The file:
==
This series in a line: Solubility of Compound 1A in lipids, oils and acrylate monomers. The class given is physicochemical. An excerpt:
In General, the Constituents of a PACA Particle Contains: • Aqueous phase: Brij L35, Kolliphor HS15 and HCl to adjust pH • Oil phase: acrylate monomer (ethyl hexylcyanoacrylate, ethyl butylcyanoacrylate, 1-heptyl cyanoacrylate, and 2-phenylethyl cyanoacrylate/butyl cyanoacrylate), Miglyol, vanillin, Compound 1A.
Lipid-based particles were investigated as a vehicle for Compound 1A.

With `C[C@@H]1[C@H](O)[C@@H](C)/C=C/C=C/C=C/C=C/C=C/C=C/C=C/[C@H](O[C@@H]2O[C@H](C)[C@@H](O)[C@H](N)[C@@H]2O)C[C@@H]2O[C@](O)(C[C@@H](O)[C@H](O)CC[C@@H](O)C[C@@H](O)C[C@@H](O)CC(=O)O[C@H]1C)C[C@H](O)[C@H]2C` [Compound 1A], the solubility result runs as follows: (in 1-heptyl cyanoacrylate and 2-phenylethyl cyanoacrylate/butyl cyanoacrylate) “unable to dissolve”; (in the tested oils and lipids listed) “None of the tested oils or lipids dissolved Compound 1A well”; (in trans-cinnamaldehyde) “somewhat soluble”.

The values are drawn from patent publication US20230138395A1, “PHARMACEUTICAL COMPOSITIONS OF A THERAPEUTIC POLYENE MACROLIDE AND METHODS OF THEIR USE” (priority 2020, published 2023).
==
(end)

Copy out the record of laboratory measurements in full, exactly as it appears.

This series in a line: Solubility of Compound 1A in lipids, oils and acrylate monomers. The class given is physicochemical. An excerpt:
In General, the Constituents of a PACA Particle Contains: • Aqueous phase: Brij L35, Kolliphor HS15 and HCl to adjust pH • Oil phase: acrylate monomer (ethyl hexylcyanoacrylate, ethyl butylcyanoacrylate, 1-heptyl cyanoacrylate, and 2-phenylethyl cyanoacrylate/butyl cyanoacrylate), Miglyol, vanillin, Compound 1A.
Lipid-based particles were investigated as a vehicle for Compound 1A.

With `C[C@@H]1[C@H](O)[C@@H](C)/C=C/C=C/C=C/C=C/C=C/C=C/C=C/[C@H](O[C@@H]2O[C@H](C)[C@@H](O)[C@H](N)[C@@H]2O)C[C@@H]2O[C@](O)(C[C@@H](O)[C@H](O)CC[C@@H](O)C[C@@H](O)C[C@@H](O)CC(=O)O[C@H]1C)C[C@H](O)[C@H]2C` [Compound 1A], the solubility result runs as follows: (in 1-heptyl cyanoacrylate and 2-phenylethyl cyanoacrylate/butyl cyanoacrylate) “unable to dissolve”; (in the tested oils and lipids listed) “None of the tested oils or lipids dissolved Compound 1A well”; (in trans-cinnamaldehyde) “somewhat soluble”.

The values are drawn from patent publication US20230138395A1, “PHARMACEUTICAL COMPOSITIONS OF A THERAPEUTIC POLYENE MACROLIDE AND METHODS OF THEIR USE” (priority 2020, published 2023).